HD Voice (aka wideband audio) on cellular networks has been coming soon for several years, but on May 15 AT&T finally announced it rollout. So it is almost a year behind T-Mobile and Sprint (News - Alert) on this, though ahead of Verizon.
Like Sprint and T-Mobile, the codec AT&T is using is AMR-WB, which isn't particularly modern, but as long as they can all agree on one, it will eventually be better than what we have now. But users won't hear much difference in their calls for the foreseeable future.
First, AT&T (News - Alert) is only deploying it in four markets for now. Second it's only going to be available on some phones. Third, I doubt it's going to be gatewayed between carriers without transcoding down to G.711 or worse, G.729A, which will wash out all its benefits. Fourth, much of the lousy audio quality you are getting on your calls isn't because of the codec, it's from poor coverage or crowded cells.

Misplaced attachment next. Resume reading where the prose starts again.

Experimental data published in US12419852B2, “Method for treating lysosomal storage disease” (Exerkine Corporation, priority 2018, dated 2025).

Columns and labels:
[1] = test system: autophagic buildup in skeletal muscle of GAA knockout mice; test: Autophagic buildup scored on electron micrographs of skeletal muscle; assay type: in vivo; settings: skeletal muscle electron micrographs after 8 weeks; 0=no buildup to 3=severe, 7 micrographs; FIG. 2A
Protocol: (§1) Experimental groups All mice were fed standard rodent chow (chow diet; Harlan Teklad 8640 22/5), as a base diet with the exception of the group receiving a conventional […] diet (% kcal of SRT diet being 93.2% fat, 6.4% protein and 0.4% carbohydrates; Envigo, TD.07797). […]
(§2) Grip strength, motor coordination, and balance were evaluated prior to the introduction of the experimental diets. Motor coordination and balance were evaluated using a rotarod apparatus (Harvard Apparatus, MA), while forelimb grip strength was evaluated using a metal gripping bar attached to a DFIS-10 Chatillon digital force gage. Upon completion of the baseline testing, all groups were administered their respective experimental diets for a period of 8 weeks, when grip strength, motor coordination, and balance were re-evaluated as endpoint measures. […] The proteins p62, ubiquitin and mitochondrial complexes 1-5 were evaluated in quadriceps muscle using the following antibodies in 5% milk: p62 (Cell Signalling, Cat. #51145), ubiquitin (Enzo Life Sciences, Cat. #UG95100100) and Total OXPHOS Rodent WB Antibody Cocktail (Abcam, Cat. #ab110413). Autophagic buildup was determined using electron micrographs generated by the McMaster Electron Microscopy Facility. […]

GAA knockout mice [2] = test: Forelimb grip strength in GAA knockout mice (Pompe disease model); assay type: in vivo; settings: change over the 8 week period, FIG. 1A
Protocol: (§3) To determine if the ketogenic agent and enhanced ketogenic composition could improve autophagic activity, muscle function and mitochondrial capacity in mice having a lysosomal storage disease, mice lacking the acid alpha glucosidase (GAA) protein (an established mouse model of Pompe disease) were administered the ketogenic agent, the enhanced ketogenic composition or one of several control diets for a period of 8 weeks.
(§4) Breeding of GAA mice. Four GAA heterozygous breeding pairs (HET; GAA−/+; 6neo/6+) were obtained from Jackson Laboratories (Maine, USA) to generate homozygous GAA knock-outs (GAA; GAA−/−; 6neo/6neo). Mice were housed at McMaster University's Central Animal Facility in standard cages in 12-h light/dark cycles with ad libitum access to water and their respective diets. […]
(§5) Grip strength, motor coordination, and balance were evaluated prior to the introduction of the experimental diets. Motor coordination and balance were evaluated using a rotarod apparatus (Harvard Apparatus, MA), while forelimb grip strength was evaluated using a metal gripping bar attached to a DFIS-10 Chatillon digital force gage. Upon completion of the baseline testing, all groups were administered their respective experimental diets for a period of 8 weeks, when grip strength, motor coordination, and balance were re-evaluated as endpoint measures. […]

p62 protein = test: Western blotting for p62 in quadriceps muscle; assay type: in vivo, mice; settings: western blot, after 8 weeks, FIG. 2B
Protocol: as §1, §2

It doesn't have to be this way.
Because they run over both Wi-Fi and the cellular data network, apps like Apple FaceTime (News - Alert) and Google Hangouts are less prone to coverage issues. Their audio codecs are vastly superior to AMR-WB both in terms of frequency response and robustness to poor network conditions, and they offer video as well as voice. So why don't the carriers just go with a similar solution?
Michael Stanford has been an entrepreneur and strategist in VoIP for more than a decade. (Visit his blog at www.wirevolution.com.)
Edited by Maurice Nagle